Failure to Launch from Elizabethtown
"Chic Flicks"? These are not. They came out in different years but we just saw them both recently. They resonated with me on several levels both by contrast and comparison. I identified with parts of both of them and they made me think about how my life has proceeded or will cease to proceed. They are both comedies with provocative undertones.
Having had four sons and being one myself I know the importance of "launching". Career and/or "a life's work" is so important to us males. Our identity is so imbedded in what we do...successfully; especially when we do it "on our own" independent from our supportive parents or family group. There are always varying degrees of this rite of passage which is also very "ideo-specific"(new word?) to each child within the family group. What they need or don't need, when, is so important. Then there is the ever-present possibility of "launch and re-launch" and how many times that needs to happen. One almost needs the "wisdom of Solomon" to know what is right and what is "co-dependency" And, of course, there is also the temptation to judge what was or has to be done and the guilt that then comes from that. This movie thoroughly gets into all that in a humorous way. Yes, one of the few, lately, where I actually laughed out loud. I'm not a big fan of Sarah Jessica, she's a good actor but just not that appealing to me. Betty, on the other hand, seems to simply drool over Mathew Mc...I wonder why. "The Sexiest Man...Alive!" (he hastens to point out) Actually I kind of like the look and humor of the supporting actress whose name escapes me right now...those eyes. Anyway, it features a very "successful" son who just doesn't want to leave the sphere/influence of his "ever-loving parents" and they go about severing that connection the wrong way. Complications ensue, needless to say. It is also not wanting to "launch" from "his buddies" and that appealing "bachelor way of life", ie. no commitments, responsibilities etc. Parenthood takes care of that, in spades. It probably all goes back to "potty training".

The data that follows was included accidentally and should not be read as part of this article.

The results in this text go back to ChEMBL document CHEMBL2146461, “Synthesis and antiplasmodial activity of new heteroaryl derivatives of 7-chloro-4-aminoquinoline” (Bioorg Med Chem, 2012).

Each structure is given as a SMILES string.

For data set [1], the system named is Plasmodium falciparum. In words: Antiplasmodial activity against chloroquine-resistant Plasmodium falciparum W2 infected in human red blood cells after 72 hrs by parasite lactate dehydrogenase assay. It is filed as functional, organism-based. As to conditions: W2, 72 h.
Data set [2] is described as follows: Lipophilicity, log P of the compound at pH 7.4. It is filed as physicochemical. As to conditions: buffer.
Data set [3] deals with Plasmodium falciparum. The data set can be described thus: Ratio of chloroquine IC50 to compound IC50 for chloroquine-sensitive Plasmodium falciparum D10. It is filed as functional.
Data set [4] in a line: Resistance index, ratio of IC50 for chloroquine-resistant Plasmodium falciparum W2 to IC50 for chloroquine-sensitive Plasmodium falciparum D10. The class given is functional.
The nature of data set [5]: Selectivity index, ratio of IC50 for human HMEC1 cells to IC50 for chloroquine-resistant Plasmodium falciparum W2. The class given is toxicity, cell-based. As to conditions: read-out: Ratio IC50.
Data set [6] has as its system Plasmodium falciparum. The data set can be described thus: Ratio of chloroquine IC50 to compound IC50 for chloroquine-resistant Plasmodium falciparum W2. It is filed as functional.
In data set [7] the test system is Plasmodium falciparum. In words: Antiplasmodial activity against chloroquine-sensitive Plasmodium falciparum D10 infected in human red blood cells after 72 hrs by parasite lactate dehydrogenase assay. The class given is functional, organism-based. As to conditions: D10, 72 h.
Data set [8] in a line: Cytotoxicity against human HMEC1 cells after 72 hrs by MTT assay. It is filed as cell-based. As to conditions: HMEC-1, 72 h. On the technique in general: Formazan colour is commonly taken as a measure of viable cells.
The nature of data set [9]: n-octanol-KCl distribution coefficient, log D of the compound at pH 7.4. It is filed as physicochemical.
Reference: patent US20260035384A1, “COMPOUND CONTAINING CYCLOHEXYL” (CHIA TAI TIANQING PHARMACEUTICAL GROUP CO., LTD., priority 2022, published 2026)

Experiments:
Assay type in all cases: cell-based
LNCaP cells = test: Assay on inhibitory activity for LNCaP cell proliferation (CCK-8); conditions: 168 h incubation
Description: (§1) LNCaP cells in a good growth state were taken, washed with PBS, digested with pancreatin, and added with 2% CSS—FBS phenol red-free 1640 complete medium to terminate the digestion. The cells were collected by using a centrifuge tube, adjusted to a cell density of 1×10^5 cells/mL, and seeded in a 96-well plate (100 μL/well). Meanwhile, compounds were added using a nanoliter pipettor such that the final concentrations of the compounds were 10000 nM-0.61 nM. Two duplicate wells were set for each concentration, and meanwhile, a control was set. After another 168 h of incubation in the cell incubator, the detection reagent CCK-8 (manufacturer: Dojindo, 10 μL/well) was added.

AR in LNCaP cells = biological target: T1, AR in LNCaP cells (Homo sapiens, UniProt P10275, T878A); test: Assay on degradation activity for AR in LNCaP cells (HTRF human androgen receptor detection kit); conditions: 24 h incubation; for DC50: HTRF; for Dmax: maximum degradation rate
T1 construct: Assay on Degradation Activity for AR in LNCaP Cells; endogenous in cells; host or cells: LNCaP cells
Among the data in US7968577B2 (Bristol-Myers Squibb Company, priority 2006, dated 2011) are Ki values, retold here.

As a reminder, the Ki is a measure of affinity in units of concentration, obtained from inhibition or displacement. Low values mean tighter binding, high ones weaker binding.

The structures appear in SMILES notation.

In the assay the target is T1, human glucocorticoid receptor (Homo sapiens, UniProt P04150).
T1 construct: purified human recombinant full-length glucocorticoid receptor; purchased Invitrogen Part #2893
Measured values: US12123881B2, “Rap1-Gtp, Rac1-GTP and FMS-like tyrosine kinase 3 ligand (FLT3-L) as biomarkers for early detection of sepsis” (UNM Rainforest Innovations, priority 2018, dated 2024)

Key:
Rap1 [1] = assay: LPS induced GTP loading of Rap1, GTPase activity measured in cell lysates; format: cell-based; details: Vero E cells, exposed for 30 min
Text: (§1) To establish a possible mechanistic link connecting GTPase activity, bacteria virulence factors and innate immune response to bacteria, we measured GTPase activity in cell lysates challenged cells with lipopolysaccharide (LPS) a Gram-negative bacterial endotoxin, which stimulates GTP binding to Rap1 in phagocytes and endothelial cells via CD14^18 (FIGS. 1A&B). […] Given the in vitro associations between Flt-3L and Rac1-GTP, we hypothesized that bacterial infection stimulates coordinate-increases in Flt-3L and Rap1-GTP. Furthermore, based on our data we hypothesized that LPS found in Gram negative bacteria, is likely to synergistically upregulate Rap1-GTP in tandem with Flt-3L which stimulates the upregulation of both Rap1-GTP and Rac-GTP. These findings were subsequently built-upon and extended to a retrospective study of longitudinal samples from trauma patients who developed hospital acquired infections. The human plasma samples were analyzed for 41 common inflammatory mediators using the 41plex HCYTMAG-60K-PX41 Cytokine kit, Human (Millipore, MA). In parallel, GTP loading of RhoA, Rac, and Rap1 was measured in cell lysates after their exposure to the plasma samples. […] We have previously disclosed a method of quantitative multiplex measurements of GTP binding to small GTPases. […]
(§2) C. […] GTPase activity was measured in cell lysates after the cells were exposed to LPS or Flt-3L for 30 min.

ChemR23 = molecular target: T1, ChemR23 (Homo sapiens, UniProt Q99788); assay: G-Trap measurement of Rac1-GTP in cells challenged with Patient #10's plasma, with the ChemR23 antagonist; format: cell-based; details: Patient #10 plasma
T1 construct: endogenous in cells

Then you have the "lead"(protagonist) Orlando, in Elizabethtown, who maybe launched too soon and/or is a collosal failure...to the tune of 1 billion dollars. He is interrupted in his attempt to commit suicide (darkly comedic) by the bad news that his father had died. He has to go and bring his body back from his hometown after cremation. On the way he meets a very special stewardess. He finds out that he maybe didn't really know his father and his "former life" and that his values might need some adjusting. What has become important to him maybe isn't all that important in the overall scheme of things. I especially related to this movie because of the location. I don't know if there really is an "Elizabethtown", Ky. but I'm convinced I've been there. My dad took me back to "Wallinscreek", Ky. when I was a kid. I loved it. I got to go barefoot the whole time (two-three weeks) and came back speaking with that distinctive twang. I met some of his family and got to know their values. Front porches were big as were fireflies and a weed called "life everlasting". Fried chickin' and bisquits were uniquely special. The featherbed enveloped you. The train we used to travel to and fro had many stops along the way and many people to observe and converse with. These are values and memories I treasure somewhere between "launching" and "being launched"...as in the wind. In the meantime, I'll continue to Bob!